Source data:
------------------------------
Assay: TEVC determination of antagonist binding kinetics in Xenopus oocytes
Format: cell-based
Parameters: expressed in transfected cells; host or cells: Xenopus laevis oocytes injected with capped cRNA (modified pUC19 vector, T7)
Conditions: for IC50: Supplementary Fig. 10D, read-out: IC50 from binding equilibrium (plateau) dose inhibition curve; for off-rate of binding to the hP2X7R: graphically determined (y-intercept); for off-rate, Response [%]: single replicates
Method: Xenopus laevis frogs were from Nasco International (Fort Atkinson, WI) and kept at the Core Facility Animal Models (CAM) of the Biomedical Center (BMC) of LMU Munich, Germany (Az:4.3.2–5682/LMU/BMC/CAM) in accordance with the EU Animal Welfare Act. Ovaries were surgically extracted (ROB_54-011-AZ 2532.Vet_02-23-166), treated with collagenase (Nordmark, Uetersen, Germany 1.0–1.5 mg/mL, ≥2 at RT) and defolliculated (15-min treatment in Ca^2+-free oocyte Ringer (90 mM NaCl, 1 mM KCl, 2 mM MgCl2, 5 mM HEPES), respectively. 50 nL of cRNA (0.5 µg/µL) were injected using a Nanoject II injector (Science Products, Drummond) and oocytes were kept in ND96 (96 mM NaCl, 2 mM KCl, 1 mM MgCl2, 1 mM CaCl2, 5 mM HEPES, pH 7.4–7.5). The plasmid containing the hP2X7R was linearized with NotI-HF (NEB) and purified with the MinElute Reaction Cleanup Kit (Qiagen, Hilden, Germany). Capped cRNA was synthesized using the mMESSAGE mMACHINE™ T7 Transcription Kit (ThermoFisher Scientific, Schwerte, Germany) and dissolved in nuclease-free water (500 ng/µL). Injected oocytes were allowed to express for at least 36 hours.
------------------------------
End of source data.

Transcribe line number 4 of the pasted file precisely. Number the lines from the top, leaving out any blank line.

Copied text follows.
Conditions: for IC50: Supplementary Fig. 10D, read-out: IC50 from binding equilibrium (plateau) dose inhibition curve; for off-rate of binding to the hP2X7R: graphically determined (y-intercept); for off-rate, Response [%]: single replicates